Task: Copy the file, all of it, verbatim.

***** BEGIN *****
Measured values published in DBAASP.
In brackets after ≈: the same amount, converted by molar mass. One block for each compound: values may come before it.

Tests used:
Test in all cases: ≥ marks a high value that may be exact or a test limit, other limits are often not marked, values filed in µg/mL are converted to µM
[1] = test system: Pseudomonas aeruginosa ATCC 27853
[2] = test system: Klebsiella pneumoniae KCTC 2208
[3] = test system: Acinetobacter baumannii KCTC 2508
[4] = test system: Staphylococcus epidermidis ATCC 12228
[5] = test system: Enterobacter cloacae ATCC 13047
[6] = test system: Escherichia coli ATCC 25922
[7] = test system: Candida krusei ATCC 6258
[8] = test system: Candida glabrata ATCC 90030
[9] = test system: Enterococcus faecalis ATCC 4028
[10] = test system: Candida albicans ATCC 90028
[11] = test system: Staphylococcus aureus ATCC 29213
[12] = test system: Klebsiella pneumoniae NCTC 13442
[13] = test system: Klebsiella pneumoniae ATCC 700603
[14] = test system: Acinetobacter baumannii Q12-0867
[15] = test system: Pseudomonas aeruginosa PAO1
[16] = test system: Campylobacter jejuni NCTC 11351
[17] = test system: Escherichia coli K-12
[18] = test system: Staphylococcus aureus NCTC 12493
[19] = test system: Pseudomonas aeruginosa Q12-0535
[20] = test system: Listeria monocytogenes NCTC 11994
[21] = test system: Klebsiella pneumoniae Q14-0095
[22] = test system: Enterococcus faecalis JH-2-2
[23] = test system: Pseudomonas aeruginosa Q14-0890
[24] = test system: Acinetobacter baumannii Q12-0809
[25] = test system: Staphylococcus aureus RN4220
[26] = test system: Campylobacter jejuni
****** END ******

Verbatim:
Measured values published in DBAASP.
In brackets after ≈: the same amount, converted by molar mass. One block for each compound: values may come before it.

Tests used:
Test in all cases: ≥ marks a high value that may be exact or a test limit, other limits are often not marked, values filed in µg/mL are converted to µM
[1] = test system: Pseudomonas aeruginosa ATCC 27853
[2] = test system: Klebsiella pneumoniae KCTC 2208
[3] = test system: Acinetobacter baumannii KCTC 2508
[4] = test system: Staphylococcus epidermidis ATCC 12228
[5] = test system: Enterobacter cloacae ATCC 13047
[6] = test system: Escherichia coli ATCC 25922
[7] = test system: Candida krusei ATCC 6258
[8] = test system: Candida glabrata ATCC 90030
[9] = test system: Enterococcus faecalis ATCC 4028
[10] = test system: Candida albicans ATCC 90028
[11] = test system: Staphylococcus aureus ATCC 29213
[12] = test system: Klebsiella pneumoniae NCTC 13442
[13] = test system: Klebsiella pneumoniae ATCC 700603
[14] = test system: Acinetobacter baumannii Q12-0867
[15] = test system: Pseudomonas aeruginosa PAO1
[16] = test system: Campylobacter jejuni NCTC 11351
[17] = test system: Escherichia coli K-12
[18] = test system: Staphylococcus aureus NCTC 12493
[19] = test system: Pseudomonas aeruginosa Q12-0535
[20] = test system: Listeria monocytogenes NCTC 11994
[21] = test system: Klebsiella pneumoniae Q14-0095
[22] = test system: Enterococcus faecalis JH-2-2
[23] = test system: Pseudomonas aeruginosa Q14-0890
[24] = test system: Acinetobacter baumannii Q12-0809
[25] = test system: Staphylococcus aureus RN4220
[26] = test system: Campylobacter jejuni